Sunday, 23 February 2020
Mark Thomas

Mark Thomas

Mark Thomas - The editor and big chief of The Dubrovnik Times. Born in the UK he has been living and working in Dubrovnik since 1998, yes he is one of the rare “old hands.” A unique insight into both British and Croatian life and culture, Mark is often known as just “Englez” or Englishman. He is a traveller, a current affairs freak and a huge AFC Wimbledon fan.


Zagreb Airport was the 115th busiest in Europe in 2019 according to data released from the European Airport Trade Association.

The busiest airport in the region was Belgrade Airport, which by handling 6.1 million passengers last year found itself in 89th position.

Last year Zagreb Airport handled 3.4 million passengers, just over 45,000 aircraft landed or took-off and 12.5 tonnes of cargo passed through the Croatian capital’s airport. Zagreb was the busiest airport in Croatia, followed by Split and Dubrovnik. In fact Split Airport was the 117th busiest airport in Europe last year, whilst Dubrovnik finished as the 129th busiest airport in Europe.

London Heathrow, Paris Charles de Gaulle, Amsterdam, Frankfurt, Madrid and Barcelona were the busiest in Europe.


One of the world’s most popular car rally, the World Rally Championship, could hit the streets of Croatia next year, according to a report by the Croatian Auto and Carting Association. The top man of the sport, Oliver Ciesla, visited Zagreb this week and apparently offered a stage of the famous race to Croatia.

Start your engines as the second most watched racing sport in the world, after Formula 1, could be screeching around the streets of Croatia this October. According to the reports Ciesla spoke to potential organisers, the City of Zagreb and the President and Secretary of the Croatian Auto and Carting Association. And after the meeting the City of Zagreb announced that they fully supported the project and would welcome an event that would attract around 80 million fans.

"After seven years of talks about hosting the WRC in Croatia, we have an official offer to make a final check, after which the doors to WRC's is open. The importance of this event for Croatia is also shown with the support of the Croatian Government, the City of Zagreb and other institutions. Thanks to the Mayor, our organizing team and of course the WRC promoter for the specific offer. There are a lot of agreements ahead, but we are on the right track,” said Davorin Štetner, the President of the Croatian Auto and Carting Association.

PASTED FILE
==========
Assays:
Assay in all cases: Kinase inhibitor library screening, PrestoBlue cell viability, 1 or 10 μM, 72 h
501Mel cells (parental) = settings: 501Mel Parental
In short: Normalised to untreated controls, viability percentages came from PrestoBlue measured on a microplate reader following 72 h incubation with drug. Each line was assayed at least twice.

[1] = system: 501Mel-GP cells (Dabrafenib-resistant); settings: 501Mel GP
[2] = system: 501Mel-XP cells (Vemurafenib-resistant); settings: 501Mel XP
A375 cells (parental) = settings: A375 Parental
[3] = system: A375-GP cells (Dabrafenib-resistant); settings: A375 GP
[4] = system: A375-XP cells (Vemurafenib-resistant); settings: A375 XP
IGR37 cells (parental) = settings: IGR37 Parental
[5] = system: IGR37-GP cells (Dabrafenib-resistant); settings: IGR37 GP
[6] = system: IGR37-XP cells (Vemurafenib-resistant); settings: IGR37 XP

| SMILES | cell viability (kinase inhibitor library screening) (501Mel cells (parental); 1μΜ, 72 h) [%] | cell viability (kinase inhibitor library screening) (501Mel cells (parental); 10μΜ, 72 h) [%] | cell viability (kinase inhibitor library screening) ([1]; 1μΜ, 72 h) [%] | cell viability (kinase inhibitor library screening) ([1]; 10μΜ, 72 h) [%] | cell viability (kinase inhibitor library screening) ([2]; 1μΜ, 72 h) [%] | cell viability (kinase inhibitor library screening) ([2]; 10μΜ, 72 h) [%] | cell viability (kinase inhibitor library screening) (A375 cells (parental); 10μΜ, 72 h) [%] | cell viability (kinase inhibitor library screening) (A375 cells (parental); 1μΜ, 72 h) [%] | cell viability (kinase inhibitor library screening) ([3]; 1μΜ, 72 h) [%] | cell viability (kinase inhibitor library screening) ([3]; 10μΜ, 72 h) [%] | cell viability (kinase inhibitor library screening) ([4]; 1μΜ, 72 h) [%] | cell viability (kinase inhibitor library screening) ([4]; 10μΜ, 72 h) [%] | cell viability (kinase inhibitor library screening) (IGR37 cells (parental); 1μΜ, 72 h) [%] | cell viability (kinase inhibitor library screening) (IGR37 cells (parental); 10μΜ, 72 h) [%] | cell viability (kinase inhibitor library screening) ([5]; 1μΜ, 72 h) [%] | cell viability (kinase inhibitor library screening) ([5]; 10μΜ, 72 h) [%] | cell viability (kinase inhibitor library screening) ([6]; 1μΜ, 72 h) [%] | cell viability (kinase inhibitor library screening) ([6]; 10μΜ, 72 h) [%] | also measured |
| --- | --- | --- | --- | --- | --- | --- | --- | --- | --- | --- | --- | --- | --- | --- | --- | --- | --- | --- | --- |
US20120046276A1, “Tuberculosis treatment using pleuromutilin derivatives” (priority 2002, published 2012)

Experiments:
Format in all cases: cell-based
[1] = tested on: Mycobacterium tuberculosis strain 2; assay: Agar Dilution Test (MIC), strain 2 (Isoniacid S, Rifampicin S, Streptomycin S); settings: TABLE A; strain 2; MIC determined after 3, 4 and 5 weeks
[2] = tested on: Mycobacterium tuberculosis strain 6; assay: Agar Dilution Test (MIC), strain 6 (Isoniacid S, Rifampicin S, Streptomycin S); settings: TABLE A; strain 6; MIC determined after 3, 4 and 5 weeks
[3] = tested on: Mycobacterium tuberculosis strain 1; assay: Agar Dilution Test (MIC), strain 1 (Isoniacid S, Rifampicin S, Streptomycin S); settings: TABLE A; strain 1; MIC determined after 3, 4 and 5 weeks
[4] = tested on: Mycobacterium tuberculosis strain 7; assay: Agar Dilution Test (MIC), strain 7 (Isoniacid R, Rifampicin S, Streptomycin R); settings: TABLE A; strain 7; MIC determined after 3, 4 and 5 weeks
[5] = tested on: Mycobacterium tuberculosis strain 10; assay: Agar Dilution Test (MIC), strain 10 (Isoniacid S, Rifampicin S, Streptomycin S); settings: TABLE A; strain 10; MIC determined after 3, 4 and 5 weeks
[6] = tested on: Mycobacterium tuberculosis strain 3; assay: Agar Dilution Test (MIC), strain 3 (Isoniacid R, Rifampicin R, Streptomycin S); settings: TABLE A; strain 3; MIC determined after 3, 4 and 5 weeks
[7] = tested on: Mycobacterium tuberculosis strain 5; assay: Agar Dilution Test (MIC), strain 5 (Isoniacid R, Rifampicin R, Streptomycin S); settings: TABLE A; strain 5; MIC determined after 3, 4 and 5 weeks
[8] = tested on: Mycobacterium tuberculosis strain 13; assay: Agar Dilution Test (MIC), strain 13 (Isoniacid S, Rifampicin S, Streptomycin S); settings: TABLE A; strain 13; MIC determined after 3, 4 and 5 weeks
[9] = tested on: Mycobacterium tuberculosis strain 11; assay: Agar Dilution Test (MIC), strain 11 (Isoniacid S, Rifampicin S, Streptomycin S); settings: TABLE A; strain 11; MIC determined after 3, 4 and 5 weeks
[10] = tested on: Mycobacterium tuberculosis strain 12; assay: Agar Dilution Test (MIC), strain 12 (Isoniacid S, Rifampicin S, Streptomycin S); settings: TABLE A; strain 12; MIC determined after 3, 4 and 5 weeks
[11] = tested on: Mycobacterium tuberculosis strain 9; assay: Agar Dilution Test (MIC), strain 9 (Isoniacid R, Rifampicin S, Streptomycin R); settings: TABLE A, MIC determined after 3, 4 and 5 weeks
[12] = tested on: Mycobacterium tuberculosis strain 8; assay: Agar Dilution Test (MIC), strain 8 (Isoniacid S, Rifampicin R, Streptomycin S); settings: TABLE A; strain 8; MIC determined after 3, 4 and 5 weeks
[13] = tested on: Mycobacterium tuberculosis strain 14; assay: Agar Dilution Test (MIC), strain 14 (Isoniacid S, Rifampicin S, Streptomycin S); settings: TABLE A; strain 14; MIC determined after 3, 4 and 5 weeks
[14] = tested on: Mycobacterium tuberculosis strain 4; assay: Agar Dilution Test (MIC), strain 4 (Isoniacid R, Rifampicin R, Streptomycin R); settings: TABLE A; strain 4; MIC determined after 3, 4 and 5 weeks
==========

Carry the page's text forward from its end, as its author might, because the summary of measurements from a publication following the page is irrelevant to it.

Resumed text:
The former Croatian President, Kolinda Grabar-Kitarovic, had requested an office when she left her position as the leading politician after losing the Presidential elections, and she has got her way after the Croatian government granted her wishes. On Thursday the government passed a decision to grant Grabar-Kitarovic the use of a state-owned villa in Zagreb which she will use as her office in the future.

Apart from the office, Grabar-Kitarovic was also given the right to a car, a driver, and two staffers, with all the office expenses paid for by the government, reports the state agency HINA.

And the Minister for State Property, Mario Banozic, commented that “Most probably, it will be one section of the building, covering about one hundred square meters, which can be physically separated from the rest of the residence.”

According to Croatian law, any former president can ask for a state-funded office. The only former head of state who used this right so far was Stjepan Mesic, who served in 2000-10. After stepping down, he moved into a state-owned house in Grskoviceva Street which was converted into his office.


Dubrovnik might well still have its winter jacket on, however mild and sunny, but that hasn’t stopped the plethora of stunning photos on Instagram.

Check out our top five Dubrovnik Instagram photos from this week and keep sending us your own photos and videos of the region.


When compared with newspapers, TV and magazines, the radio industry is a media that is still holding its position on the market and proving popular with the public. And although newspaper circulation is falling drastically across the country the number of radio stations has remained solid and in fact across the European Union is one of the leaders.